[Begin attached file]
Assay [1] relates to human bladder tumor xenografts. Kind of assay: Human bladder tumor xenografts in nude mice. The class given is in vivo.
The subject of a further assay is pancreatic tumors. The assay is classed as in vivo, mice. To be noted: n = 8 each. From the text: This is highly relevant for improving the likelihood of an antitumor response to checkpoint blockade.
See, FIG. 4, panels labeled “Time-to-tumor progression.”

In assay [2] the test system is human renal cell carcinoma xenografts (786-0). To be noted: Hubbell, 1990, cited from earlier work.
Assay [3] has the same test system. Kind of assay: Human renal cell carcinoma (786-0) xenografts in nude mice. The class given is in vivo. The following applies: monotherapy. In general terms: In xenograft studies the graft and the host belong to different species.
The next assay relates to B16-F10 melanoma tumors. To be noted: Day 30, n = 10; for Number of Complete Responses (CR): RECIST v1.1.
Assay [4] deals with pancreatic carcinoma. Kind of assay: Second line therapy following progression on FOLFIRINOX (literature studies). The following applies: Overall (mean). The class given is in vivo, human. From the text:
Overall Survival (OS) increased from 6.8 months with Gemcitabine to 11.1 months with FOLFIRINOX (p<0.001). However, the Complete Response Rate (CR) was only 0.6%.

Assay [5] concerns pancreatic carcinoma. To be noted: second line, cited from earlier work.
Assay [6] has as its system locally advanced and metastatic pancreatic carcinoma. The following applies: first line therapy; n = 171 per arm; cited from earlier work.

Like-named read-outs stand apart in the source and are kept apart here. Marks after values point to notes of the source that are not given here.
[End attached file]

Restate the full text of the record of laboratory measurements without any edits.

Assay [1] relates to human bladder tumor xenografts. Kind of assay: Human bladder tumor xenografts in nude mice. The class given is in vivo.
The subject of a further assay is pancreatic tumors. The assay is classed as in vivo, mice. To be noted: n = 8 each. From the text: This is highly relevant for improving the likelihood of an antitumor response to checkpoint blockade.
See, FIG. 4, panels labeled “Time-to-tumor progression.”

In assay [2] the test system is human renal cell carcinoma xenografts (786-0). To be noted: Hubbell, 1990, cited from earlier work.
Assay [3] has the same test system. Kind of assay: Human renal cell carcinoma (786-0) xenografts in nude mice. The class given is in vivo. The following applies: monotherapy. In general terms: In xenograft studies the graft and the host belong to different species.
The next assay relates to B16-F10 melanoma tumors. To be noted: Day 30, n = 10; for Number of Complete Responses (CR): RECIST v1.1.
Assay [4] deals with pancreatic carcinoma. Kind of assay: Second line therapy following progression on FOLFIRINOX (literature studies). The following applies: Overall (mean). The class given is in vivo, human. From the text:
Overall Survival (OS) increased from 6.8 months with Gemcitabine to 11.1 months with FOLFIRINOX (p<0.001). However, the Complete Response Rate (CR) was only 0.6%.

Assay [5] concerns pancreatic carcinoma. To be noted: second line, cited from earlier work.
Assay [6] has as its system locally advanced and metastatic pancreatic carcinoma. The following applies: first line therapy; n = 171 per arm; cited from earlier work.

Like-named read-outs stand apart in the source and are kept apart here. Marks after values point to notes of the source that are not given here.